“Small businesses are the backbone of our local economy. I have a vision for this community to make this town a destination by highlighting our resources, including lakes, streams, parks, lodging, restaurants, etc.; we will continue revitalizing downtown, Rte 2, and outlying areas,” Lake wrote. “Let’s discover how the board can help them thrive and keep these businesses in Wilton. We have solid entrepreneurial talent here. I want to keep it here.”

She also wants to “encourage events and programs that strengthen the children in our community and support seniors.”


Harrison said there are many “pressing issues that need to be addressed” that were not yet addressed by town committees or projects delayed to COVID-19 precaution measures.

Those issues, projects and needs include “our towns water and sewer needs, completion of the work on the retention wall at Lake and seeing successful implementation of Broadband access to local residents.”

“We need to elect representatives that will continue the work that has been started on these items,” Harrison wrote. “We also need voices that highlight new and growing issues that may have been overlooked like the deterioration of our roads and sidewalks or the opportunity that Solar Power credits could bring our town.”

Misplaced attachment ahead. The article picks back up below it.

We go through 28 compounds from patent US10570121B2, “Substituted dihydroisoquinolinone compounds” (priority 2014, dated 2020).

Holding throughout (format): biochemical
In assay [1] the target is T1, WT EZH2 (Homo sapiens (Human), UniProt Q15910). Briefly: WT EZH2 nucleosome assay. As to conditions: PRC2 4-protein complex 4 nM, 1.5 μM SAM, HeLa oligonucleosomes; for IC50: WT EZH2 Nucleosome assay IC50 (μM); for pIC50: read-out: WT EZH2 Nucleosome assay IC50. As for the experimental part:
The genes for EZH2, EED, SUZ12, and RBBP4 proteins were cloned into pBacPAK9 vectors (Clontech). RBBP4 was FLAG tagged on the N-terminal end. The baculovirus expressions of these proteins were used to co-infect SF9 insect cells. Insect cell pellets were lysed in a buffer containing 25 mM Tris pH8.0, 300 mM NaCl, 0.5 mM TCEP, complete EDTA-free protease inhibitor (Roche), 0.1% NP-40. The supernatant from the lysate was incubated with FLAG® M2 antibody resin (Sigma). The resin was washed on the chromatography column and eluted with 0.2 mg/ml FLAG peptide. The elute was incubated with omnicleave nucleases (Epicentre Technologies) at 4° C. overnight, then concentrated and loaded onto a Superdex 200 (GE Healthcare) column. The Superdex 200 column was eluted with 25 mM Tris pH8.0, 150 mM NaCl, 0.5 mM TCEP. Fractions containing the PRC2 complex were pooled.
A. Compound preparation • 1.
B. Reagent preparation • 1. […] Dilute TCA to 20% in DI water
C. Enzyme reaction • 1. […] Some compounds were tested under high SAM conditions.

Wells wrote that while he prefers “to focus on the positive aspects of our Town,” the needs in Wilton include “ordinances that are not being enforced” such as “disorderly properties and junk accumulation in peoples yards.”

To be kind to our neighbors and maintain property values, we should enlist the help of our planning board and town citizens to bolster the existing ordinances and to form a volunteer group to help the elderly maintain their properties,” Wells wrote.

He also wants “to bring a business into the old Bass building on the Weld Road” because “having industry and great jobs will help with the tax base to sustainably maintain the town departments, therefore providing the services we all utilize.”